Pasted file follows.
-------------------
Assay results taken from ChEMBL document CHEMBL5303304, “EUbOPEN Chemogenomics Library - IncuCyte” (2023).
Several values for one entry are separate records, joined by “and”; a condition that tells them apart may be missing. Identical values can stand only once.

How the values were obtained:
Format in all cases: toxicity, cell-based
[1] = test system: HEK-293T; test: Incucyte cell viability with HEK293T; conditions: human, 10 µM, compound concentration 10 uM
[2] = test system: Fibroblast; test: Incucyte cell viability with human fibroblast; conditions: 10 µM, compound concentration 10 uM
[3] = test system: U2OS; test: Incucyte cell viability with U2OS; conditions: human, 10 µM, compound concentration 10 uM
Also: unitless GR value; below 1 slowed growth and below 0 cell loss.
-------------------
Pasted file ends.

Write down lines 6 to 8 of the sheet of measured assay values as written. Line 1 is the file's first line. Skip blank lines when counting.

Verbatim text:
[2] = test system: Fibroblast; test: Incucyte cell viability with human fibroblast; conditions: 10 µM, compound concentration 10 uM
[3] = test system: U2OS; test: Incucyte cell viability with U2OS; conditions: human, 10 µM, compound concentration 10 uM
Also: unitless GR value; below 1 slowed growth and below 0 cell loss.